Published Patent Application Describes Key Innovation from Yield10 Bioscience

Metabolix launched Yield10 Bioscience late last year as a way to resource our crop science activity separately from our specialty biopolymers business. Yield10 is focused on global food security, as food production must be increased by an estimated 70% in the next 35 years to feed the growing global population which is expected to increase from 7 to 9.6 billion by 2050. Recent studies show that traditional crop breeding is unlikely to solve this problem. Rather, our Yield10 team believes technologies which enable simultaneous changes in complex gene systems to achieve step changes in seed yield are required. New data from our lead yield technologies provide strong support for this view.

Metabolix has developed two yield trait gene system discovery platforms. The first is based on over 30 years of experience optimizing the flow of carbon intermediates in living systems. Using our “Crop Smart Carbon Grid” platform, together with our partners in academia we have developed breakthrough science and demonstrated step changes in seed yield in the industrial oilseed Camelina. We believe our lead gene, C3003 (patent pending) is a scientific breakthrough in C3 photosynthesis and like all breakthroughs we will need to learn how best to maximize its use. Dr. Danny Schnell, recently named to the Yield10 Scientific Advisory Board, is a key collaborator on this work.

The second discovery platform is our “T3” platform, a proprietary computational process for genomic data analysis, where we have focussed on novel global transcription factor (GTF) genes, or master switches, which up-regulate multiple gene cascades and complex metabolic pathways. This work is described extensively in a patent application published in 2015 designated WO 2014100289 A1 and titled “Transcriptional regulation for improved plant productivity.” The patent application describes methods for introducing GTF master switches that modulate the activity of complex genetic networks to improve photosynthetic capacity, biomass, yield and stress tolerance in crops.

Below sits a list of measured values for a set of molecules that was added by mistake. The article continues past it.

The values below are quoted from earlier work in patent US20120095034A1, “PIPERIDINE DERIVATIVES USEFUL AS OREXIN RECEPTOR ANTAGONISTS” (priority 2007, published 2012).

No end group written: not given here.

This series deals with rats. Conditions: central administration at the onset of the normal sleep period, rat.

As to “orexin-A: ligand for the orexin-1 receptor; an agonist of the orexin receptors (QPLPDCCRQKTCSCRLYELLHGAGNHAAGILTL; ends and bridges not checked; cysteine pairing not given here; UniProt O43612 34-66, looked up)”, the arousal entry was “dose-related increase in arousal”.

The patent application describes the role for GTFs as important gene targets in plants to control multiple fundamental biological processes including light harvesting pigments used in photosynthesis, overall photosynthetic capacity in plants and regulation (up or down) of key metabolic pathways that lead to increased levels of starch, glucose or sucrose in plant tissues, increased levels of fatty acids, increased biomass and/or grain yield, and enhanced stress tolerance. If you consider a plant as being analogous to an oil refinery, simply pouring in more crude would not necessarily result in increased gas production without also adjusting various other systems and valves in the refinery to handle the added feedstock. What we have done with the GTF master switches in plants is just that – we have increased the expression of a large number of other genes which in effect remove the potential downstream bottlenecks to increased carbon flow enabling increases in final crop yield.  The genes identified in the patent application, which include their close relatives from crops like corn, soybean and sugarcane, can be used to engineer yield increases in crops with the C3 and C4 photosynthetic pathways.

Using the lead GTF genes identified with this platform, the Yield10 team has demonstrated increases on average of over 40% in photosynthesis and biomass levels in early work with switchgrass. This is a remarkable result given switchgrass is an already high yielding crop. The team is now working towards introducing these GTF genes into major food crop species, including corn, rice, sugarcane and soybean.

Yield10 is a significant pivot for Metabolix in crop science that leverages 30 years of experience optimizing carbon flow in living systems and provides a new pathway for collaborating with industry leaders in the Ag sector. Supported by our game-changing technology and intellectual property, we’ve set the stage for meaningful contributions to the global food security movement.

Blog Slide

About lynnebrum

Lynne H. Brum is Vice President of Marketing and Corporate Communications at Metabolix.
This entry was posted in Crops, Metabolix and tagged , , . Bookmark the permalink.